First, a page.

In Texas, history is still a battleground in culture wars

Tuesday, Apr. 05, 2011
By Bud Kennedy

PALESTINE — Two of Texas’ ugliest racial atrocities were a massacre in Anderson County in East Texas and the complete expulsion of African-Americans from Comanche County out west.

So when Confederate heritage groups started celebrating their unofficial "history month" on April 1, guess which two Texas courthouses flew the rebel nation’s flag?

Old times are not forgotten in rural Texas. But at least in Anderson County and Palestine, the historic county seat, some leaders showed Monday that they really want to try.

Only a week after the Texas House recognized the African-Americans in Anderson County who were chased away or killed a century ago in what is now known as the Slocum Massacre, Palestine’s mayor and City Council voted to recommend that the Sons of Confederate Veterans camp take down a Confederate flag it had raised at the courthouse.

Most of the 100 Palestine residents at a specially called council meeting leaped to their feet and cheered when Mayor Bob Herrington read a note: "The flag is down!"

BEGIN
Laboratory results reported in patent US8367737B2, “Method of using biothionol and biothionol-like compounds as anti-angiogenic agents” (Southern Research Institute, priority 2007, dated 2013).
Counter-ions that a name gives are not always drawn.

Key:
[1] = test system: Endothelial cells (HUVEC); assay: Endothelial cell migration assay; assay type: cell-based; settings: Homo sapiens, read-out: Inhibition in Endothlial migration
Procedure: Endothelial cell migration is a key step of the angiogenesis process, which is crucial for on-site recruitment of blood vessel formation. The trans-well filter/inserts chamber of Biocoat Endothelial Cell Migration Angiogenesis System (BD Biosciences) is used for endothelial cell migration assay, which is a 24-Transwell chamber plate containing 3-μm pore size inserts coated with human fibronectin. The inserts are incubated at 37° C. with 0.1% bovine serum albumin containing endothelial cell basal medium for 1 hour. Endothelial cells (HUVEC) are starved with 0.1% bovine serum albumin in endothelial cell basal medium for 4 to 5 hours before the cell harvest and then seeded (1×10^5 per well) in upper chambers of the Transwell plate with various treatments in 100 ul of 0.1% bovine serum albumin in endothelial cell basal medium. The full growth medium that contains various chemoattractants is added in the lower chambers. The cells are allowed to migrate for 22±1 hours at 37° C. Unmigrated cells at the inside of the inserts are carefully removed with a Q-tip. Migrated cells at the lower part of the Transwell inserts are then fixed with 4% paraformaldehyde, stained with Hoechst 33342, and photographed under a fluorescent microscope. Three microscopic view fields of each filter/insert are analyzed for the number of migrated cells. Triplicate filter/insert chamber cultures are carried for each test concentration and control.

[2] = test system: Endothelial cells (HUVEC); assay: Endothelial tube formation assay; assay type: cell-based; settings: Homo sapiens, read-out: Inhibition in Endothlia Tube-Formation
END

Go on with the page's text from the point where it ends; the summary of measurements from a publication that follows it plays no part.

A few blocks away, in front of the courthouse, about 20 Sons lingered after pulling down the flag — the stars-and-bars First National flag, not the battle flag — and singing Dixie. "We decided to take it down ourselves instead of letting someone else do it," said Doug Smith of Palestine. He blamed Dallas TV news reports for "blowing this into a racial confrontation." But Herrington and council members of all colors said they wanted the flag down not because of complaints but because it’s bad for city unity and business success.

Nobody questioned the county’s role in Confederate history as the home of former cabinet official John H. Reagan and more than 1,000 war veterans.

But that history belongs with Texas’ other past flags at a memorial or museum, not flying over the courthouse.

The same Palestine historians who supported flying the Confederate flag seem resistant to studying the Slocum Massacre. The chairman of the county historical commission, Jimmy R. Odom, went to the observance in Austin. But he said he has never seen any documentation other than the recent coverage in Texas papers and The New York Times, "and that’s not enough."

At the Museum of East Texas Culture, Director Dan Dyer said he has "nothing" about the unpunished slaughter and expulsion of Slocum’s African-American residents, because — gosh, "there has not been anybody here bring that up."

The Texas House resolution called for "shining a light" on the killings.

Some prefer to look away.

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